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Implicit Price Deflator Falls Slightly Below 1% for Setting 2017 Property Taxes


September 29, 2016 by Toni Nelson
Category: Economic, Population and Historical Tax Data

Implicit Price Deflator Falls Slightly Below 1% for Setting 2017 Property Taxes

Editor's Note: This information is historical. For the current IPD, see our page on the Implicit Price Deflator.

As of September 25, 2016, the rate of inflation on the implicit price deflator (IPD) for personal consumption expenditures over the past 12 months is 0.953%, which means that local governments with a population of 10,000 and greater will have an additional step in the property tax levy setting process if they wish to levy the full 1% increase as allowed by statute or bank this capacity for future use.

This is the second year in a row and the third time in the past eight years that the inflation rate has fallen below one percent.

How Was the IPD Calculated?

The state Department of Revenue (DOR) calculates the IPD using the most recent numbers reported by the federal Bureau of Economic Analysis (BEA). Every month BEA publishes an estimate of the quarterly IPD numbers. These quarterly numbers are seasonally adjusted each year in July, and these seasonal numbers form the basis for the prior year IPD personal consumption expenditure number that is used by DOR to calculate inflation.

This year, like most years, the September BEA release falls after September 25. Why do we care about the date? The definition of inflation for setting your property tax levy (RCW 84.55.005) is:

"Inflation" means the percentage change in the implicit price deflator for personal consumption expenditures for the United States as published for the most recent twelve-month period by the bureau of economic analysis of the federal department of commerce by September 25th of the year before the taxes are payable;

The BEA’s next release will not be until September 29, so the August 2016 release is used in this year’s calculation. The numbers are as follows:

            Quarter 2 2015             109.470 (seasonally adjusted)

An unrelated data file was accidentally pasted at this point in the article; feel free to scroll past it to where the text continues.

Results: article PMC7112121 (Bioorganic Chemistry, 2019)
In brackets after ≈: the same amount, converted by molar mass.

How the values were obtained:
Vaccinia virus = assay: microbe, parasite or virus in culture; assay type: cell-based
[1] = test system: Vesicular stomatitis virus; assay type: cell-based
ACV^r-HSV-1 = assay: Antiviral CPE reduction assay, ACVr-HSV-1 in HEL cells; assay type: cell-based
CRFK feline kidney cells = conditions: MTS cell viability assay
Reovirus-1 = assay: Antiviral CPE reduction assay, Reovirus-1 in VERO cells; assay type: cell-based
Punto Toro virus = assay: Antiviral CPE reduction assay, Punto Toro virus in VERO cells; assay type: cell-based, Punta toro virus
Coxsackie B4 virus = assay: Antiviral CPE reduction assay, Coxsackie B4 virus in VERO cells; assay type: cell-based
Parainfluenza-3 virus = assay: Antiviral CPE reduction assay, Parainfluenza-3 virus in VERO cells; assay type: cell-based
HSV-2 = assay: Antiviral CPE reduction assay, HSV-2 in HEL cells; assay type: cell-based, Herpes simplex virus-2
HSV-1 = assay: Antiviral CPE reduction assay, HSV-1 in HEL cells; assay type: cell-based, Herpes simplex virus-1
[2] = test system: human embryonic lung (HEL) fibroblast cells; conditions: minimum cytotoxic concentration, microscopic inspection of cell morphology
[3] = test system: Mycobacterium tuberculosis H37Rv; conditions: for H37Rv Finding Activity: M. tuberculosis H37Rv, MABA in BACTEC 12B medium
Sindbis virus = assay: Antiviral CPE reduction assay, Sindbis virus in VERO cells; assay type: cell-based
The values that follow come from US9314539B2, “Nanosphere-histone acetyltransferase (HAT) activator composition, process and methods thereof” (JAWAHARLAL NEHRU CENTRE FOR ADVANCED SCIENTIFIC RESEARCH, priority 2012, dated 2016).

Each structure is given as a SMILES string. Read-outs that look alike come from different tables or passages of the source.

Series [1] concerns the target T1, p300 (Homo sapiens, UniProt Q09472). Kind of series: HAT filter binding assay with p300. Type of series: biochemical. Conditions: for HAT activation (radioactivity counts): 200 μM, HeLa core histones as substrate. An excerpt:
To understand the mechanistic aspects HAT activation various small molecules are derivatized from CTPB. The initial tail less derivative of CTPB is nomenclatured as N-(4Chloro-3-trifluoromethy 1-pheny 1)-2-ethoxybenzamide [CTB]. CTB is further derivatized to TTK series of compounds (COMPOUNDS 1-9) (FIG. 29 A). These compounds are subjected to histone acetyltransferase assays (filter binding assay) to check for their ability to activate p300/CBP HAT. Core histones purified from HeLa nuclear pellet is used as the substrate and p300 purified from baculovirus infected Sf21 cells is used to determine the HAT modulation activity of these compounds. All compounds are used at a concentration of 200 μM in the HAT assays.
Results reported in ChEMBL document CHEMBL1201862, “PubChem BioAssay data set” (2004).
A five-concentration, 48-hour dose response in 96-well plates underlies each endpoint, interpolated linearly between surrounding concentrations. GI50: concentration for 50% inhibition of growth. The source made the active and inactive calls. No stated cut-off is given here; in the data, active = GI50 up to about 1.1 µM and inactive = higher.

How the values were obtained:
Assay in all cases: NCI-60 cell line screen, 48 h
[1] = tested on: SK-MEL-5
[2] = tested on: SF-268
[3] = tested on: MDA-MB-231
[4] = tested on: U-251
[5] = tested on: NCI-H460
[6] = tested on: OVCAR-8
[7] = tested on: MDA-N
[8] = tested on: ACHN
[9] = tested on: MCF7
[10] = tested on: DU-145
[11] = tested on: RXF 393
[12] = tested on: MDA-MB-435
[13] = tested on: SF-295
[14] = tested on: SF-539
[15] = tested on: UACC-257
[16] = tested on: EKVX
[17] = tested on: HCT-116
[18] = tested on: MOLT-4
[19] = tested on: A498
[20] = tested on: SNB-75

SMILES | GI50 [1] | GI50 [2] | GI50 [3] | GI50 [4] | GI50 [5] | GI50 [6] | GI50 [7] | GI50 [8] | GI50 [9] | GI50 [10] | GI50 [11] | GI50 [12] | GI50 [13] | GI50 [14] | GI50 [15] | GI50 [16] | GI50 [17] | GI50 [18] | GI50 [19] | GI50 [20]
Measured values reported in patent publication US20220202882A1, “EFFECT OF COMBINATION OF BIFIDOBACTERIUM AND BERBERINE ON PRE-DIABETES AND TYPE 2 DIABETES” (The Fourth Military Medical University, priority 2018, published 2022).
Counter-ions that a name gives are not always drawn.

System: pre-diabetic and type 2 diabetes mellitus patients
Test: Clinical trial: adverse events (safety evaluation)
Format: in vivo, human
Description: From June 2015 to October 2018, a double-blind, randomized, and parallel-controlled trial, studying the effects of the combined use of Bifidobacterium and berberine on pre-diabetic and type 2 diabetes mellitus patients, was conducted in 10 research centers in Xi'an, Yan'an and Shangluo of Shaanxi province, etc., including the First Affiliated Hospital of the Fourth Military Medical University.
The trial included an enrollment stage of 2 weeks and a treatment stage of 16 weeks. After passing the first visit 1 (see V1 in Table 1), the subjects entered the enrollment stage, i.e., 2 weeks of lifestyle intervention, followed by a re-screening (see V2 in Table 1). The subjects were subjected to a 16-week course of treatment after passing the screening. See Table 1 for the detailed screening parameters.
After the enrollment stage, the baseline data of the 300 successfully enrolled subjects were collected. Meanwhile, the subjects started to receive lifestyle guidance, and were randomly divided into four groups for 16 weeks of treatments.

Quarter 2 2016             110.513 (preliminary as of August 2016)

The rate of inflation (percent change) is calculated by dividing the Quarter 2 2016 number by the Quarter 2 2015 number, subtracting one, and multiplying by 100.

What Does It Mean for Local Governments Over 10,000 Population?

If you are a local government with a population of 10,000 or more, your property tax increase is limited to the lesser of 1% or the IPD (RCW 84.55.005), which this year means it is limited to 0.953 percent.

However, you can still levy the full one percent, or bank the capacity for the future, if you pass an ordinance or resolution of “substantial need” (RCW 84.55.0101). (For examples, see our webpage on the Implicit Price Deflator.) If your council or board has five or more members, the ordinance or resolution must be approved by a “majority plus one” supermajority for passage. If your council or board has four members or less, it must be approved by a simple majority.

The next question that I frequently get asked is, "What is the definition of substantial need?" The answer, although I hate to say this, is it depends upon the needs and requirements of your jurisdiction. Each of us provide different services to our citizenry and different criteria to fulfill the demands of those services.

And while we may have a defined set of circumstances for delivery of services in 2016, will these circumstances remain consistent from year to year? Banking your capacity for the future may be more important than asking for the increase in this next fiscal period. Once again, each of us is unique.

So you want to bank capacity? That just means that you need to adopt the ordinance or resolution - but state that you are increasing by a percentage less than allowed (for example, 0.5% rather than 1.0%). This will automatically bank your remaining lawfully allowed capacity for the future.

What About Local Governments Under 10,000 Population?

If you are a local government entity with a population of less than 10,000, it's business as usual and the IPD does not affect your property tax rates. You must adopt a property tax levy ordinance stating in terms of amount and percentage the increase over last year’s levy, and the maximum that you can increase the levy is one percent.

Questions? Comments?

If you have any questions about this process, or if you have another topic you would like me to write about, leave a comment below or contact me directly at tnelson@mrsc.org

About Toni Nelson

Toni has over 24 years of experience with Local Government finance and budgeting. Toni's area of expertise include "Cash Basis" accounting and reporting, budgeting, audit prep and the financial issues impacting small local government.

VIEW ALL POSTS BY Toni Nelson

Comments

"Thanks for the great information Toni."

Sharon Bounds on Sep 30, 2016 7:16 PM

1 comment on Implicit Price Deflator Falls Slightly Below 1% for Setting 2017 Property Taxes

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